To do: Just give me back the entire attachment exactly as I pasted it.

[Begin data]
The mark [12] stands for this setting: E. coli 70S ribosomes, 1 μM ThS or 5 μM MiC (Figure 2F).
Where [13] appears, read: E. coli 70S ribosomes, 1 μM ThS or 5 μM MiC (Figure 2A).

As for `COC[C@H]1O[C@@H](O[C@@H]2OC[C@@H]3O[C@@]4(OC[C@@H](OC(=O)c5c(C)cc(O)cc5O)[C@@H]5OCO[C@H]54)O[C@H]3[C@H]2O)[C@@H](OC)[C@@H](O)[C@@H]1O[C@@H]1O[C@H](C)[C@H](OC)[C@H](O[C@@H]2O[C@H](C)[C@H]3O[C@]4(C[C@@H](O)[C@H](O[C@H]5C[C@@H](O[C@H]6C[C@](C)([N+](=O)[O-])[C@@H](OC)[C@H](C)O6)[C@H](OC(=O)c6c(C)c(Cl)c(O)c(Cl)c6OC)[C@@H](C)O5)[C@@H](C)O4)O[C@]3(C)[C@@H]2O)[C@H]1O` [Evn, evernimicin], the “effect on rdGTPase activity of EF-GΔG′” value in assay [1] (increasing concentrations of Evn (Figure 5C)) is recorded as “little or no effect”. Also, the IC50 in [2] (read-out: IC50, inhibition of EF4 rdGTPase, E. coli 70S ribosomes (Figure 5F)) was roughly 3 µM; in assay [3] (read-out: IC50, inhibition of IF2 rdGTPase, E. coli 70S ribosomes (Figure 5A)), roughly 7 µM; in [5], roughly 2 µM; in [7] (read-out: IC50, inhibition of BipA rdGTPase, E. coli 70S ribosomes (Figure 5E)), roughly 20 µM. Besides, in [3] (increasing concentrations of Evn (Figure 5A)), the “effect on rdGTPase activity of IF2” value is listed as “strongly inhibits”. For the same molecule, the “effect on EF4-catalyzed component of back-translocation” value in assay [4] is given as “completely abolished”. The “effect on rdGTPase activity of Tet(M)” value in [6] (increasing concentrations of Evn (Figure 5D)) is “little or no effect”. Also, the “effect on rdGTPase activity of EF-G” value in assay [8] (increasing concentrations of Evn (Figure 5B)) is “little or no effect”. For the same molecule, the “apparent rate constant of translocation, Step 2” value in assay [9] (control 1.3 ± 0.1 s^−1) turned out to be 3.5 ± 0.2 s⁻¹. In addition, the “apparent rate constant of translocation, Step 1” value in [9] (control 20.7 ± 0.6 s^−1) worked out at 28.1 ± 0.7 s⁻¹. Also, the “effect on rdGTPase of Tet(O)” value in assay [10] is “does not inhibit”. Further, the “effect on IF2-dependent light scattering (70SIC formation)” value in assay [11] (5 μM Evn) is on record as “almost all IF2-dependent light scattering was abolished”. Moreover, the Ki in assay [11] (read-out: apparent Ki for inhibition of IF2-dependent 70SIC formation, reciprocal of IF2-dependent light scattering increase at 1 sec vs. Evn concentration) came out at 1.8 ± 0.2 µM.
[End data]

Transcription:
The mark [12] stands for this setting: E. coli 70S ribosomes, 1 μM ThS or 5 μM MiC (Figure 2F).
Where [13] appears, read: E. coli 70S ribosomes, 1 μM ThS or 5 μM MiC (Figure 2A).

As for `COC[C@H]1O[C@@H](O[C@@H]2OC[C@@H]3O[C@@]4(OC[C@@H](OC(=O)c5c(C)cc(O)cc5O)[C@@H]5OCO[C@H]54)O[C@H]3[C@H]2O)[C@@H](OC)[C@@H](O)[C@@H]1O[C@@H]1O[C@H](C)[C@H](OC)[C@H](O[C@@H]2O[C@H](C)[C@H]3O[C@]4(C[C@@H](O)[C@H](O[C@H]5C[C@@H](O[C@H]6C[C@](C)([N+](=O)[O-])[C@@H](OC)[C@H](C)O6)[C@H](OC(=O)c6c(C)c(Cl)c(O)c(Cl)c6OC)[C@@H](C)O5)[C@@H](C)O4)O[C@]3(C)[C@@H]2O)[C@H]1O` [Evn, evernimicin], the “effect on rdGTPase activity of EF-GΔG′” value in assay [1] (increasing concentrations of Evn (Figure 5C)) is recorded as “little or no effect”. Also, the IC50 in [2] (read-out: IC50, inhibition of EF4 rdGTPase, E. coli 70S ribosomes (Figure 5F)) was roughly 3 µM; in assay [3] (read-out: IC50, inhibition of IF2 rdGTPase, E. coli 70S ribosomes (Figure 5A)), roughly 7 µM; in [5], roughly 2 µM; in [7] (read-out: IC50, inhibition of BipA rdGTPase, E. coli 70S ribosomes (Figure 5E)), roughly 20 µM. Besides, in [3] (increasing concentrations of Evn (Figure 5A)), the “effect on rdGTPase activity of IF2” value is listed as “strongly inhibits”. For the same molecule, the “effect on EF4-catalyzed component of back-translocation” value in assay [4] is given as “completely abolished”. The “effect on rdGTPase activity of Tet(M)” value in [6] (increasing concentrations of Evn (Figure 5D)) is “little or no effect”. Also, the “effect on rdGTPase activity of EF-G” value in assay [8] (increasing concentrations of Evn (Figure 5B)) is “little or no effect”. For the same molecule, the “apparent rate constant of translocation, Step 2” value in assay [9] (control 1.3 ± 0.1 s^−1) turned out to be 3.5 ± 0.2 s⁻¹. In addition, the “apparent rate constant of translocation, Step 1” value in [9] (control 20.7 ± 0.6 s^−1) worked out at 28.1 ± 0.7 s⁻¹. Also, the “effect on rdGTPase of Tet(O)” value in assay [10] is “does not inhibit”. Further, the “effect on IF2-dependent light scattering (70SIC formation)” value in assay [11] (5 μM Evn) is on record as “almost all IF2-dependent light scattering was abolished”. Moreover, the Ki in assay [11] (read-out: apparent Ki for inhibition of IF2-dependent 70SIC formation, reciprocal of IF2-dependent light scattering increase at 1 sec vs. Evn concentration) came out at 1.8 ± 0.2 µM.